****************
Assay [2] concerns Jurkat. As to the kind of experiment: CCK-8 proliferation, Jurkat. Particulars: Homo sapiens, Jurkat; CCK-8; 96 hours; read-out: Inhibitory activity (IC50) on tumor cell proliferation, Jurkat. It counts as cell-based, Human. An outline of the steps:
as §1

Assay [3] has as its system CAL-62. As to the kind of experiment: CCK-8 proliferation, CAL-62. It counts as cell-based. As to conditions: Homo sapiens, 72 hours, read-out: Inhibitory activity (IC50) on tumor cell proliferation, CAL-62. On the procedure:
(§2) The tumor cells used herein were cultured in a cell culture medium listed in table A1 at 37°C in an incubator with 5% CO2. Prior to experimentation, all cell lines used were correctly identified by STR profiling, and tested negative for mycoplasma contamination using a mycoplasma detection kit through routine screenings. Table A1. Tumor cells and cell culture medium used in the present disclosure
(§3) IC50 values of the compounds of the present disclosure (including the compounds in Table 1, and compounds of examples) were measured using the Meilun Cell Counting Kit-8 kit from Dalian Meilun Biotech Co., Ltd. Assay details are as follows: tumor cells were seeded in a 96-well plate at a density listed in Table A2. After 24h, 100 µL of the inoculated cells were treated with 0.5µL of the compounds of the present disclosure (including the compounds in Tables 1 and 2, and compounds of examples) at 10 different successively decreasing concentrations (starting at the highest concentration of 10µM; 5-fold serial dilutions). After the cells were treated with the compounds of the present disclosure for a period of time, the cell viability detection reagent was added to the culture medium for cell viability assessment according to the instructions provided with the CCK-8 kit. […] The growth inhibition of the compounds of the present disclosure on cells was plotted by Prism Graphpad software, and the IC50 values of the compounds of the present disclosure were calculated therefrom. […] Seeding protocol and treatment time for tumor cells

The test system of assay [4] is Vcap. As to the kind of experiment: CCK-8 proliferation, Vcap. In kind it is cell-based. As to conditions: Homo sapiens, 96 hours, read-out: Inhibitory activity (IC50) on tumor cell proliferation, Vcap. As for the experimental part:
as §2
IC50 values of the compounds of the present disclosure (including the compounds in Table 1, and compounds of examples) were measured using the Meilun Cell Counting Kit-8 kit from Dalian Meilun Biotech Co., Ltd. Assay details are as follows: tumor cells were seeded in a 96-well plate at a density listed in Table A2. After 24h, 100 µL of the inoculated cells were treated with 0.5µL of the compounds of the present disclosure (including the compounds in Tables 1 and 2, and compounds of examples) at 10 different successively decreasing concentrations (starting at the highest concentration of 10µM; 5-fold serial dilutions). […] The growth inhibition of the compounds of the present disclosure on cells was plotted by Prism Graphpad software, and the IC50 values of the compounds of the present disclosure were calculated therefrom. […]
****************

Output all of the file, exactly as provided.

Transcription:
Assay [2] concerns Jurkat. As to the kind of experiment: CCK-8 proliferation, Jurkat. Particulars: Homo sapiens, Jurkat; CCK-8; 96 hours; read-out: Inhibitory activity (IC50) on tumor cell proliferation, Jurkat. It counts as cell-based, Human. An outline of the steps:
as §1

Assay [3] has as its system CAL-62. As to the kind of experiment: CCK-8 proliferation, CAL-62. It counts as cell-based. As to conditions: Homo sapiens, 72 hours, read-out: Inhibitory activity (IC50) on tumor cell proliferation, CAL-62. On the procedure:
(§2) The tumor cells used herein were cultured in a cell culture medium listed in table A1 at 37°C in an incubator with 5% CO2. Prior to experimentation, all cell lines used were correctly identified by STR profiling, and tested negative for mycoplasma contamination using a mycoplasma detection kit through routine screenings. Table A1. Tumor cells and cell culture medium used in the present disclosure
(§3) IC50 values of the compounds of the present disclosure (including the compounds in Table 1, and compounds of examples) were measured using the Meilun Cell Counting Kit-8 kit from Dalian Meilun Biotech Co., Ltd. Assay details are as follows: tumor cells were seeded in a 96-well plate at a density listed in Table A2. After 24h, 100 µL of the inoculated cells were treated with 0.5µL of the compounds of the present disclosure (including the compounds in Tables 1 and 2, and compounds of examples) at 10 different successively decreasing concentrations (starting at the highest concentration of 10µM; 5-fold serial dilutions). After the cells were treated with the compounds of the present disclosure for a period of time, the cell viability detection reagent was added to the culture medium for cell viability assessment according to the instructions provided with the CCK-8 kit. […] The growth inhibition of the compounds of the present disclosure on cells was plotted by Prism Graphpad software, and the IC50 values of the compounds of the present disclosure were calculated therefrom. […] Seeding protocol and treatment time for tumor cells

The test system of assay [4] is Vcap. As to the kind of experiment: CCK-8 proliferation, Vcap. In kind it is cell-based. As to conditions: Homo sapiens, 96 hours, read-out: Inhibitory activity (IC50) on tumor cell proliferation, Vcap. As for the experimental part:
as §2
IC50 values of the compounds of the present disclosure (including the compounds in Table 1, and compounds of examples) were measured using the Meilun Cell Counting Kit-8 kit from Dalian Meilun Biotech Co., Ltd. Assay details are as follows: tumor cells were seeded in a 96-well plate at a density listed in Table A2. After 24h, 100 µL of the inoculated cells were treated with 0.5µL of the compounds of the present disclosure (including the compounds in Tables 1 and 2, and compounds of examples) at 10 different successively decreasing concentrations (starting at the highest concentration of 10µM; 5-fold serial dilutions). […] The growth inhibition of the compounds of the present disclosure on cells was plotted by Prism Graphpad software, and the IC50 values of the compounds of the present disclosure were calculated therefrom. […]